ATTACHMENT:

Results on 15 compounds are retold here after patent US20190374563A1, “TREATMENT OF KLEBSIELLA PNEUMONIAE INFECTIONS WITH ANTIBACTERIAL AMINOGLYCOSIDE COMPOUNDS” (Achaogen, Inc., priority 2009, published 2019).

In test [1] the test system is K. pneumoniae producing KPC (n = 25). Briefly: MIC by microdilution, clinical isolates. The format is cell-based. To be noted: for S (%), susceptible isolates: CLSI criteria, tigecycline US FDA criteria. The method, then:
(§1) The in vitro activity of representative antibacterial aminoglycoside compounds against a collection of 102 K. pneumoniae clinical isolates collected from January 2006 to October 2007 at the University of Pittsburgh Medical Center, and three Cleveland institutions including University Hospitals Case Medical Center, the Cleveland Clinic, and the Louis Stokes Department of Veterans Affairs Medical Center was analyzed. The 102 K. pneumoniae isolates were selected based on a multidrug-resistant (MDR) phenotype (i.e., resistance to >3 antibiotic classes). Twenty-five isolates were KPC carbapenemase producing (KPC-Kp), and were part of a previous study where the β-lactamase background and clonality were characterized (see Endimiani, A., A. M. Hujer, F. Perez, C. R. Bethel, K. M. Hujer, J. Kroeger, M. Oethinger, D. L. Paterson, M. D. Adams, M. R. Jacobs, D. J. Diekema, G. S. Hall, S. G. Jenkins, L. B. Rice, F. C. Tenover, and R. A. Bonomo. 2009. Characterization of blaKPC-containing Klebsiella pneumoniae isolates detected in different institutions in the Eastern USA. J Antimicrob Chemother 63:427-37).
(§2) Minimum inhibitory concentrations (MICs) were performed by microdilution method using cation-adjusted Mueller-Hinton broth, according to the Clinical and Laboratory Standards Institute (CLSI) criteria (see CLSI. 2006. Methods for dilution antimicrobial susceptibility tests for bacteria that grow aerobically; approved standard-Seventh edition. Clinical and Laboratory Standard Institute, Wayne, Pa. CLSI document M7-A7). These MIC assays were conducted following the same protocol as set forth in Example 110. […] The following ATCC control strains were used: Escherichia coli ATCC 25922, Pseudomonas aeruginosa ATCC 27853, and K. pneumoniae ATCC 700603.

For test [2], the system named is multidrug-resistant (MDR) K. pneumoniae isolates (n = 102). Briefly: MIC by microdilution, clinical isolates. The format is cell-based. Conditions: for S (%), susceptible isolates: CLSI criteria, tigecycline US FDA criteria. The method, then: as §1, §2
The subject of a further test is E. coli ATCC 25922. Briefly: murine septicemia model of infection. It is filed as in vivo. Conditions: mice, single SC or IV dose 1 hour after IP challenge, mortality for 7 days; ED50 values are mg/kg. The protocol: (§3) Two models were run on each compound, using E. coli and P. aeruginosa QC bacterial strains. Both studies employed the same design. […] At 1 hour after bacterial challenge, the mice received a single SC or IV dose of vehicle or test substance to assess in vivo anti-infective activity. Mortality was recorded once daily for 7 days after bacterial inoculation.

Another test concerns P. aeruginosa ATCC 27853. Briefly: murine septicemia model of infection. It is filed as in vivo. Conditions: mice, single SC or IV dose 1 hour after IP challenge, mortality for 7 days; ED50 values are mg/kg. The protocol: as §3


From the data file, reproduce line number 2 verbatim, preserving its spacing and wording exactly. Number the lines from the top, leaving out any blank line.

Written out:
In test [1] the test system is K. pneumoniae producing KPC (n = 25). Briefly: MIC by microdilution, clinical isolates. The format is cell-based. To be noted: for S (%), susceptible isolates: CLSI criteria, tigecycline US FDA criteria. The method, then: